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Subscribers now have a visible limit on their internet usage

ISP giant Comcast announced an official, 250 GB usage cap for its subscribers Thursday, which it plans to deploy October 1.

"250 GB/month is an extremely large amount of data," reads its official release, "much more than a typical residential customer uses on a monthly basis."

The "median" usage per customer is within 2 - 3 gigabytes per month, says Comcast. In order to exceed the data cap, a customer would have to send more than 50 million e-mails, download more than 62,000 songs, or watch more than 125 standard-definition, 2 GB movies per month.

Comcast's new policy on data consumption appears to be just a part of an overall initiative to reshape the way customers use its network. Last week the company announced its "fair share" program, which is designed to throttle a customers' connection when they consume too much bandwidth. Rumors of a bandwidth cap had been in circulation for quite some time -- Comcast, AT&T, and Time Warner were reported to be experimenting with the concept -- but the actual thresholds implemented proved to be much higher than predicted.

With the increasing popularity of internet-based video and software distribution, ISPs throughout the world are finding ways to curb customers' internet usage. While data caps are commonplace outside the United States, publicly-announced limits are incredibly rare among the U.S.' largest ISPs. Particularly egregious users have run into invisible limits, however, and a handful of heavy downloaders have seen up to a year's suspension of service due to crossing the company's "invisible line in the sand" despite paying for service advertised as unlimited.

Curiously, the announcement hints that the invisible threshold may have been 250 GB all along. "This is the same system we have in place today," says the announcement. "The only difference is that we will now provide a limit by which a customer may be contacted. As part of our pre-existing policy, we will continue to contact the top users of our high-speed Internet service and ask them to curb their usage."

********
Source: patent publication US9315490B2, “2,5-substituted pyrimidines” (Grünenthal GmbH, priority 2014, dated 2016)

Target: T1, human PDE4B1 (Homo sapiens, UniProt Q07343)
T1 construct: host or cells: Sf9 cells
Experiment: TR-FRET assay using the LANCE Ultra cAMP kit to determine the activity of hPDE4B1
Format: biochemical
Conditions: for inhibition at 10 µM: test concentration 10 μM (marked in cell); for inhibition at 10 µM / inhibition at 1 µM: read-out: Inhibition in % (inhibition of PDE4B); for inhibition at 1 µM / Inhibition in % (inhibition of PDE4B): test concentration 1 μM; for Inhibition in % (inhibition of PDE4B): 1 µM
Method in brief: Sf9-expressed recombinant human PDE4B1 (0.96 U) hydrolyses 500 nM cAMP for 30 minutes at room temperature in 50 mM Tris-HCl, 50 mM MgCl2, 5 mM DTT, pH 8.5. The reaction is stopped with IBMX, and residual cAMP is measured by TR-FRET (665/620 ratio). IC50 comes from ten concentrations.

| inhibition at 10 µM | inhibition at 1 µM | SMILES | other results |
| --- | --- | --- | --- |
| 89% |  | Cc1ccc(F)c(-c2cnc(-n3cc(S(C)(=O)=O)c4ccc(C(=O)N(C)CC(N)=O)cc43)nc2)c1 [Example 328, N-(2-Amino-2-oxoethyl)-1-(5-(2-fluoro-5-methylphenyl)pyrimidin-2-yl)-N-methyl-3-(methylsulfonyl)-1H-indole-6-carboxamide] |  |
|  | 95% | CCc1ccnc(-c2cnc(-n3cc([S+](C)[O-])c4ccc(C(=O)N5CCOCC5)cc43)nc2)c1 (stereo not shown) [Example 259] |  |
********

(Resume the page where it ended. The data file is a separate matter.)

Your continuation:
AT&T Wireless users who exceeded an invisible 5gb quota -- a lot, considering that the network is designed for PDAs and Smartphones -- quickly learned of similar sanctions last year.

Subscribers who exceed their quota "may be contacted by Comcast to notify them of excessive use."

"At that time, we'll tell them exactly how much data per month they had used. We know from experience the vast majority of customers we ask to curb usage do so voluntarily," reads the release. Customers will be notified of the change through banner ads posted on the Comcast.net home page, as well as flyers to be included in upcoming billing statements.

A previous attempt to curb subscribers' usage, which ended up selectively meddling in a few different types of internet traffic -- BitTorrent, namely -- attracted the ire of the Federal Communications Commission due to a "discriminatory" preference against certain kinds of data. After almost a year of this, Comcast answered the FCC's demands with a handful of new programs designed to clamp down on excessive usage regardless of the protocols involved.



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RE: Hmm. . .
By Mitch101 on 8/29/2008 10:51:32 AM , Rating: 2
I would vote you up for that if I didn't already post and add to it.

3. Netflix streaming movies (Xbox and from their website) 1-2 gig each? (Est 700-1.4gig each)
(HD movies will be even more and possibly a deal breaker) (Est 4-9gig each)

8. TV Shows. My HD Direct TV unit has Video on Demand and we download a lot of shows to catch up on series or build interest in a series. If we get hooked like Dexter we watched the first 2 seasons in about a month all from VOD.

Patches but this can vary. Mainly referring to Wow and Windows service packs not to mention playing online as you already have.

9. Napster/iTunes/Rhapsody - They include video as well as music.

Good pointing out Voip services.

I did the calculations below and I came to the conclusion that if your skeptical about the limit then its time to consider DSL. Heck I might only get 3meg bandwidth but will never have to worry about a 250 gig limit. I run a real estate website and a backup of the site can eat that up very fast.


RE: Hmm. . .
By walk2k on 8/29/2008 7:24:14 PM , Rating: 2
The cap does not apply to Comcast phone service no.


RE: Hmm. . .
By FITCamaro on 8/30/2008 9:42:54 AM , Rating: 2
I don't believe Netflix plans to offer HD movies on its streaming service anytime soon. Most people don't have the connection for it to work properly.

And wouldn't your Direct TV box get the show through the satellite network? Not your internet connection? I don't have satellite so I don't know.

And if you run a real estate website, you should probably just get a business class connection. I doubt those would be capped.


RE: Hmm. . .
By GaryJohnson on 8/30/2008 9:53:26 AM , Rating: 2
quote:
And if you run a real estate website, you should probably just get a business class connection. I doubt those would be capped.

Especially if doing backups of that site can eat up 250GB fast. Either you have a huge site (like realtor.com or something) or you seriously need to consult someone about optimizing your media for the web.


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